Dr John Ault, Director of the election observer group, Democracy Volunteers, has today urged the Electoral Office for Northern Ireland to update polling station training ahead of voting on 23rd May European Elections, following observing significant levels of ‘family voting’ across Northern Ireland in Thursday’s local elections.

Democracy Volunteers, deployed 24 observers across Northern Ireland on Thursday to observe proceedings at polling stations across all 11 councils. The team was made up of UK-based and international observers who were all trained on specific aspects of voting in Northern Ireland. The team of 24 was comprised of observers from the UK (17), Republic of Ireland (2), Austria (1), Italy (2), Russia (1) and the United States of America (1). The teams spent between 30 minutes and 45 minutes in polling stations.

The team observed 320 ballot boxes of the 1463 across Northern Ireland, constituting approximately 22% of all those being used This broke down as:

Antrim and Newtonabbey 33, Armagh, Banbridge and Craigavon 24, Belfast 56, Causeway Coast and The Glens 17, Derry and Strabane 27, Fermanagh and Omagh 5, Lisburn and Castlereagh 27, Mid and East Antrim 41, Mid Ulster 27, Newry, Mourne and Down 25 and North Down and Ards 37

The observer team identified so-called ‘family voting’ in 44% of polling stations. This constituted about 10% of all those voting during the observations. Democracy Volunteers consider this to be at sufficiently high levels to encourage the EONI to take demonstrable and effective steps ahead of the European Elections on 23rd May to improve training for polling station staff as well as the possibility of placing notices in polling booths to discourage the practice.

Commenting John Ault said;

‘Family voting is something that we see wherever we go. It ranges from clear breaches of the secret ballot where families are directed how to vote by an individual, to family members overseeing how their spouse or other family member votes. In a democratic society, where every voter should have the right to cast their ballot in private, we are concerned that voters in Northern Ireland do not always have the chance to cast their vote in private.’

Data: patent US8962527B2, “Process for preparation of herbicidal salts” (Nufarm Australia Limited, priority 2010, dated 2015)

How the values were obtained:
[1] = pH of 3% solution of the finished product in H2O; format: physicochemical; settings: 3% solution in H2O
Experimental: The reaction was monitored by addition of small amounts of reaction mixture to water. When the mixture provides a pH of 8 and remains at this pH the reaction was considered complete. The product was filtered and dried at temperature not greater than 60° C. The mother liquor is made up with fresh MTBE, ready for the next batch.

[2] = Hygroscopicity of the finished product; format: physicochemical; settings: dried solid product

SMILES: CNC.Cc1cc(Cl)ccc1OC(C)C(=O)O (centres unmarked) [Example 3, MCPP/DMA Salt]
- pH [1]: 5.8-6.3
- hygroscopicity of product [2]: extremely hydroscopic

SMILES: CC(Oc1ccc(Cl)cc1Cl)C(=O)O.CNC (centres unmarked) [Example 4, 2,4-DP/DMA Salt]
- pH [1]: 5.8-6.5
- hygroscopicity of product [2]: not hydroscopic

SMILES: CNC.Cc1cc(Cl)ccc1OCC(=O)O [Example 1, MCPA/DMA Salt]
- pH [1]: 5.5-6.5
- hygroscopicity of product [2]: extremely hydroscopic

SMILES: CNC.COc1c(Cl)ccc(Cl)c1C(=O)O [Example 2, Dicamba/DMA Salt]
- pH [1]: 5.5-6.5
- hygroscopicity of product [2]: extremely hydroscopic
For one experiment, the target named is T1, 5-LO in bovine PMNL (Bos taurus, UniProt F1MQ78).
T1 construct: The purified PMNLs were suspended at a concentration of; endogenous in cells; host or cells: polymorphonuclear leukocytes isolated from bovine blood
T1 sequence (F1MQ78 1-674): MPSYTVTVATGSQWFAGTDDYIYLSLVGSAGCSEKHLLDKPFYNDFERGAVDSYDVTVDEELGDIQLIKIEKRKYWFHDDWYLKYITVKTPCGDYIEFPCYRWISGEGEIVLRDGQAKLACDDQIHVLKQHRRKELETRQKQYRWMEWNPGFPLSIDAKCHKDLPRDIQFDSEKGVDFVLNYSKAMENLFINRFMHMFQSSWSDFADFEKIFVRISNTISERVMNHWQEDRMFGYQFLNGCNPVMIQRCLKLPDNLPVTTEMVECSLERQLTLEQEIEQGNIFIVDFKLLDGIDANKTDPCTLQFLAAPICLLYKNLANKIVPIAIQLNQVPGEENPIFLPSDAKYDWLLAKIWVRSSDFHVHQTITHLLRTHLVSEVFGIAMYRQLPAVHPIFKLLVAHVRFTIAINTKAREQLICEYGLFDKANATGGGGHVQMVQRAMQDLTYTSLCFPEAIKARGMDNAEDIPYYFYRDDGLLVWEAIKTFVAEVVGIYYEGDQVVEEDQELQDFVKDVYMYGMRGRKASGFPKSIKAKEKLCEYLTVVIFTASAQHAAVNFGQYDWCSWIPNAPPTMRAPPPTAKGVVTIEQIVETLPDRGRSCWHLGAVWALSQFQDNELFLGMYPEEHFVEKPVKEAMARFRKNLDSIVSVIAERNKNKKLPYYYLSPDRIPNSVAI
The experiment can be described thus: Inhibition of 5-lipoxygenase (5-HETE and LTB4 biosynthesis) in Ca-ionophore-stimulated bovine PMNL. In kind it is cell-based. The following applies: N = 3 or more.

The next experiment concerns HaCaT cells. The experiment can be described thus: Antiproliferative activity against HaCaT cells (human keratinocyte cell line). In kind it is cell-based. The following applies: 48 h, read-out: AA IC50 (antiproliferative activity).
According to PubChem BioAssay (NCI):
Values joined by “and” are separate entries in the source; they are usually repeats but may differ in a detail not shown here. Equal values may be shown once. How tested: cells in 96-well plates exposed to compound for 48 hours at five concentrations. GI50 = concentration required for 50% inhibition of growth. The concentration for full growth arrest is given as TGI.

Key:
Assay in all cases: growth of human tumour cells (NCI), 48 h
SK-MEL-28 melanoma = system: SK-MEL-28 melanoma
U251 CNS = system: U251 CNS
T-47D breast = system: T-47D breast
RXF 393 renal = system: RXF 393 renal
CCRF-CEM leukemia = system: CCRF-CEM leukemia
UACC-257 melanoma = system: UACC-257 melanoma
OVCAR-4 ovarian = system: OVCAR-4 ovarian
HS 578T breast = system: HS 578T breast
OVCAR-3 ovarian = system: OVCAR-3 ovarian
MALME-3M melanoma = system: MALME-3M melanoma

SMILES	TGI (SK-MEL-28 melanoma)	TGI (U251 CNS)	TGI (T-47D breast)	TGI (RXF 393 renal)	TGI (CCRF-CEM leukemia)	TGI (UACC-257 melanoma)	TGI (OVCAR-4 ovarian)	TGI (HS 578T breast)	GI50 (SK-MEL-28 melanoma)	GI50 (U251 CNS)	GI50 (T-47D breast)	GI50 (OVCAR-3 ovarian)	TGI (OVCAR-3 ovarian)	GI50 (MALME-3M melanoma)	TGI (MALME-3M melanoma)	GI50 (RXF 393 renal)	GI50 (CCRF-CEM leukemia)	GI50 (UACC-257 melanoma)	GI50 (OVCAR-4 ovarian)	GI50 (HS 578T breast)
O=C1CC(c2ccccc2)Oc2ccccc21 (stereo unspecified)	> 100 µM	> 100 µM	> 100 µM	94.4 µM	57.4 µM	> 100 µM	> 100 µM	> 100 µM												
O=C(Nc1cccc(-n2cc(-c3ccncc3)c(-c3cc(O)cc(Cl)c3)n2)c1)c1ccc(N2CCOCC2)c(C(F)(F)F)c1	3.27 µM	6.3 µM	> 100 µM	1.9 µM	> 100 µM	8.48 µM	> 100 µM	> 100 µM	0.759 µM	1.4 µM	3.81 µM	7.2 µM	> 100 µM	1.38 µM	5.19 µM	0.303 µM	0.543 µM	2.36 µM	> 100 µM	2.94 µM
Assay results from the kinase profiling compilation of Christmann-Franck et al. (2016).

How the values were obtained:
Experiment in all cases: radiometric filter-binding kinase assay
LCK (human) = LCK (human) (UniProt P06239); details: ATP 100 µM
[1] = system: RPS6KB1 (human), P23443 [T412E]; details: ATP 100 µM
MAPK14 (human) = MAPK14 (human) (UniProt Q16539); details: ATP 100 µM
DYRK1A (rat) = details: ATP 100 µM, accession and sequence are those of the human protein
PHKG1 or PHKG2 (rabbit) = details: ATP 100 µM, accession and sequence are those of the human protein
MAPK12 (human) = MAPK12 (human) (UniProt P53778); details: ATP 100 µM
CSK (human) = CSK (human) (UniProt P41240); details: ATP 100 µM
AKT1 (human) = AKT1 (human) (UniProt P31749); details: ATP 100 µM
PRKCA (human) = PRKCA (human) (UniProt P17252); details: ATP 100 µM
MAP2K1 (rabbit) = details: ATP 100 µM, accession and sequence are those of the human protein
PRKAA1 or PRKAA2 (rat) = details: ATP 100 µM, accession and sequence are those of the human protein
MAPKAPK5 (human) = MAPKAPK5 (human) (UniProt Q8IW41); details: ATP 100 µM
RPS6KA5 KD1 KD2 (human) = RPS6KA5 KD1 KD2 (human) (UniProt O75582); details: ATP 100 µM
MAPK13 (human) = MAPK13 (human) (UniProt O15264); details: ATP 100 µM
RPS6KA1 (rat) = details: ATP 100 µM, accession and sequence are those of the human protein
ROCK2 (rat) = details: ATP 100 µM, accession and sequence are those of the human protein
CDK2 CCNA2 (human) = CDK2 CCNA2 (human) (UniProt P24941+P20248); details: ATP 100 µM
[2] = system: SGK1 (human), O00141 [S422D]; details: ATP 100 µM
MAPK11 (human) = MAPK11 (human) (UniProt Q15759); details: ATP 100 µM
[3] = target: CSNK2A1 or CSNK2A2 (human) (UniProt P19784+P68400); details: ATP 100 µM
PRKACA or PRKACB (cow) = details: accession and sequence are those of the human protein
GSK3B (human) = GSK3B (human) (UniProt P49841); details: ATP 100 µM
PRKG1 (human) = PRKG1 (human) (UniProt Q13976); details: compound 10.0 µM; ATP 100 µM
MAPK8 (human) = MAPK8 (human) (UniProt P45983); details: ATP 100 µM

‘This in itself is concerning enough, but polling staff rarely intervened to tell voters that they should not be doing and, indeed, when we observed them seeing family voting, they did not seem to understand that it, in reality, a serious matter that they should interrupt.’
‘This is what we could encourage the Electoral Office for Northern Ireland to look at ahead of the May 23rd European Elections as we feel that voters should have the right to vote in private. Staff should be reminded, during polling training, that if they see ‘family voting’ where voters enter a booth together or one oversees the voting of another, that they should intervene to prevent the activity.’

Dr Ault will be writing to the Chief Executive of the EONI this coming week with this initial finding to encourage this training modification and Democracy Volunteers will be issuing their final results from the election observation in the near future.

[1] Family Voting – this constitutes one of three activities 1. Two voters entering the same polling booth to vote together. 2. A voter actively observing how another voter is voting by looking over their shoulder 3. Voters discussing in the polling booth which candidates they are voting for in a way which breaks the secret ballot. Family voting is an ‘unacceptable practice’ according to the OSCE/ODIHR and breaches the secret ballot.

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